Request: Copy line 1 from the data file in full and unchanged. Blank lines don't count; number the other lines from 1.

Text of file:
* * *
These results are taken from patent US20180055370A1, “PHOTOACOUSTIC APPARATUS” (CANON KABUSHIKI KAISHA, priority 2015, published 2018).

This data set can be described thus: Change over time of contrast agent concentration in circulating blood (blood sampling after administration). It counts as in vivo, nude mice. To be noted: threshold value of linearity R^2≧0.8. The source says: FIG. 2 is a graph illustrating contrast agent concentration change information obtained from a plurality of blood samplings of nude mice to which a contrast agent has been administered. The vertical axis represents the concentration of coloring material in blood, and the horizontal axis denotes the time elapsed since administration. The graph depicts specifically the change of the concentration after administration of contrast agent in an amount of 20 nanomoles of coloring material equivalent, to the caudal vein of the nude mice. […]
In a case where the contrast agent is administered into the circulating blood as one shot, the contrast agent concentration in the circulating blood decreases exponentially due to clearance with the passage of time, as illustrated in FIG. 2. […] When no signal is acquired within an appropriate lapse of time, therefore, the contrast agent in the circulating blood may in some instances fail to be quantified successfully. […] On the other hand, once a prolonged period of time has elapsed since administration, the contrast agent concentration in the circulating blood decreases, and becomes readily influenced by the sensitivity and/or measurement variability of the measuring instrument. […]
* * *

These results are taken from patent US20180055370A1, “PHOTOACOUSTIC APPARATUS” (CANON KABUSHIKI KAISHA, priority 2015, published 2018).